Investment Clock insights

Silver linings amid the chaos


Trevor Greetham

15 August 2019

Stock markets have fallen sharply over the last month after President Trump surprised the world (and his closest advisors) by announcing a new 10% tariff on a wide range of Chinese goods. He was frustrated that the US Federal Reserve’s (Fed’s) July interest rate cut, the first in 10 years, was only a quarter of a percent. We suspect he wants to see more aggressive interest rate cuts this year to boost the US economy ahead of the November 2020 Presidential Election and thinks announcing new tariffs is a way to get them.
This is a dangerous tactic. Business confidence was already at a low ebb and investors fear a further ratcheting up of trade tensions along with a possible No Deal Brexit may be enough to push major economies into a full blown recession. Weak Chinese data and a second quarter contraction in the UK and German economies have added to the gloom and long-term bond yields have dropped significantly. 
The UK and US yield curves have moved into inversion, a condition in which long-term government bond yields drop below short-term rates. Yield curves tend to invert ahead of recessions but the leads can be very long, anywhere between 10 and 33 months over the past five US recessions (chart 1).

Stock markets have fallen sharply over the last month after President Trump surprised the world (and his closest advisors) by announcing a new 10% tariff on a wide range of Chinese goods. He was frustrated that the US Federal Reserve’s (Fed’s) July interest rate cut, the first in 10 years, was only a quarter of a percent. We suspect he wants to see more aggressive interest rate cuts this year to boost the US economy ahead of the November 2020 Presidential Election and thinks announcing new tariffs is a way to get them.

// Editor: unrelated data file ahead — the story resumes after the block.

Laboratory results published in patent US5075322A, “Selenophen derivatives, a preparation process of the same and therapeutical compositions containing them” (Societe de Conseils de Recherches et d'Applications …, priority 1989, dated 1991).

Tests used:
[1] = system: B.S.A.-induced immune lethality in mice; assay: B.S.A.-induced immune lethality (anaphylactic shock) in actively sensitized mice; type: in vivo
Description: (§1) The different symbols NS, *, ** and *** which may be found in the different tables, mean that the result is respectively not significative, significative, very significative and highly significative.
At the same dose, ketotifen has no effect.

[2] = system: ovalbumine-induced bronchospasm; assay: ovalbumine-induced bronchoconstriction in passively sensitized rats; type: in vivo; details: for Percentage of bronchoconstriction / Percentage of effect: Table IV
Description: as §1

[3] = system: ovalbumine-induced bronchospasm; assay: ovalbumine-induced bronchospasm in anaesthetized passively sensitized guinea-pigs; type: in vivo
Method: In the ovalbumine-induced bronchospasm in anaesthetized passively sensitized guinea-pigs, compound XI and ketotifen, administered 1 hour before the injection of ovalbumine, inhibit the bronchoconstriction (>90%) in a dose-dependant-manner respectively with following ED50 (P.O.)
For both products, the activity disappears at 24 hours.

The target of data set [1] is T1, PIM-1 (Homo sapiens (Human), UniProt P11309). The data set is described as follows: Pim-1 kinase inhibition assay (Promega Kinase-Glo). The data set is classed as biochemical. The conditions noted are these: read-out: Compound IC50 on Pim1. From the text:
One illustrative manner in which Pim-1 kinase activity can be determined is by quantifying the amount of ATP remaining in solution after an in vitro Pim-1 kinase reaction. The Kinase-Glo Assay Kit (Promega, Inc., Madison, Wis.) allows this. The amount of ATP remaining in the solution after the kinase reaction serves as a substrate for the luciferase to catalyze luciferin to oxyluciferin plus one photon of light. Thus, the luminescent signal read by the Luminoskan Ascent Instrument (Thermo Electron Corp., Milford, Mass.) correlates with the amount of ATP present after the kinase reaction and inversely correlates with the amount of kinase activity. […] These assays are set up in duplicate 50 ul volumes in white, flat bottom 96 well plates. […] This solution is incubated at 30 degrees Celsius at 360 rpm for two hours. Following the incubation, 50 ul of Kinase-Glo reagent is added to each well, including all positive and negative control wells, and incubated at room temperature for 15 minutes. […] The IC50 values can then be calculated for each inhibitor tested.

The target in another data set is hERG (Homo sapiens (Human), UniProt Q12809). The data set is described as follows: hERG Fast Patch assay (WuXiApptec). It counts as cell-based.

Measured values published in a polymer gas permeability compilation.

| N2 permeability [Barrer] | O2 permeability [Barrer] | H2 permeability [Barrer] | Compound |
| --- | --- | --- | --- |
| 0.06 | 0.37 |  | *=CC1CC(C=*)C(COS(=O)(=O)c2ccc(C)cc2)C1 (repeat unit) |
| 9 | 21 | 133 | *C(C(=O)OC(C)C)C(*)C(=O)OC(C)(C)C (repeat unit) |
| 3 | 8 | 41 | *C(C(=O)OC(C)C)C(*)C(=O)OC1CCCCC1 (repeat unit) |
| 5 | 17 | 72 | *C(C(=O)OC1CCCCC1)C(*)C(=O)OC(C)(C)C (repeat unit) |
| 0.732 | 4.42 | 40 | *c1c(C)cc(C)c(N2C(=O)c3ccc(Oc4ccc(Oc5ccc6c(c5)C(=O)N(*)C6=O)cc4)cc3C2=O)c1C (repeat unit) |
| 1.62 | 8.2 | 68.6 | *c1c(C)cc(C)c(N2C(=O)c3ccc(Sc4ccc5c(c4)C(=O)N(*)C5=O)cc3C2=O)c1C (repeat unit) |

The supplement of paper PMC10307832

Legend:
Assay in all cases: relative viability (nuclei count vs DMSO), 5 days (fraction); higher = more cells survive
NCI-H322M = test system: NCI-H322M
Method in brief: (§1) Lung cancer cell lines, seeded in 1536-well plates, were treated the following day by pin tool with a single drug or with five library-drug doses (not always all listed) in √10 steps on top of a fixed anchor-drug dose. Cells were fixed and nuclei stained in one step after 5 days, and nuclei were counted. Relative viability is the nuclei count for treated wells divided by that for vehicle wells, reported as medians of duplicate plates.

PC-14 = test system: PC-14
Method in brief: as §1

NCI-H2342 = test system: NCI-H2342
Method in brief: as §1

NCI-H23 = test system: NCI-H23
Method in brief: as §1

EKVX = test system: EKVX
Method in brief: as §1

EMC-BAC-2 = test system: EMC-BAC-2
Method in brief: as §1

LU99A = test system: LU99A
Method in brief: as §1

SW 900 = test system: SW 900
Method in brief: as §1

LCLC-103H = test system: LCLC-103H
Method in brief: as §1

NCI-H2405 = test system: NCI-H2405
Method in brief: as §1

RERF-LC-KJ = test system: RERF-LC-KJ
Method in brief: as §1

This is a dangerous tactic. Business confidence was already at a low ebb and investors fear a further ratcheting up of trade tensions along with a possible No Deal Brexit may be enough to push major economies into a full blown recession. Weak Chinese data and a second quarter contraction in the UK and German economies have added to the gloom and long-term bond yields have dropped significantly. 

The UK and US yield curves have moved into inversion, a condition in which long-term government bond yields drop below short-term rates. Yield curves tend to invert ahead of recessions but the leads can be very long, anywhere between 10 and 33 months over the past five US recessions (chart 1).

Chart 1

There are silver linings. Shorter term lead indicators are improving. Our global growth scorecard is a good six month lead indicator for the world economy and it has been recovering since March, helped by an improvement in US consumer spending and the housing market (chart 2). Moreover, central banks have started to ease monetary policy and, with inflation low, they will keep cutting interest rates until the world economy responds.

Chart 2

Our investor sentiment indicator is deep in oversold territory with private investors bearish and volatility high (chart 3). We don’t expect an immediate turn around given the slow moving nature of trade disputes and the approaching 31 October Brexit deadline, but we are adding to equities on weakness in our multi asset funds. Things may get worse in the near term, but the worse they get, the more interest rates will be cut, the more money will be printed and the greater the prospects are for a pick-up in global growth going into 2020. At 10 years, this is the longest economic expansion in US history but there’s a good chance it rolls on for a while longer yet.

Chart 3

Past performance is not a reliable indicator of future results. The value of investments and the income from them is not guaranteed and may go down as well as up and investors may not get back the amount originally invested. The views expressed are the author’s own and do not constitute investment advice. Portfolio holdings are subject to change, for information only and are not investment recommendations.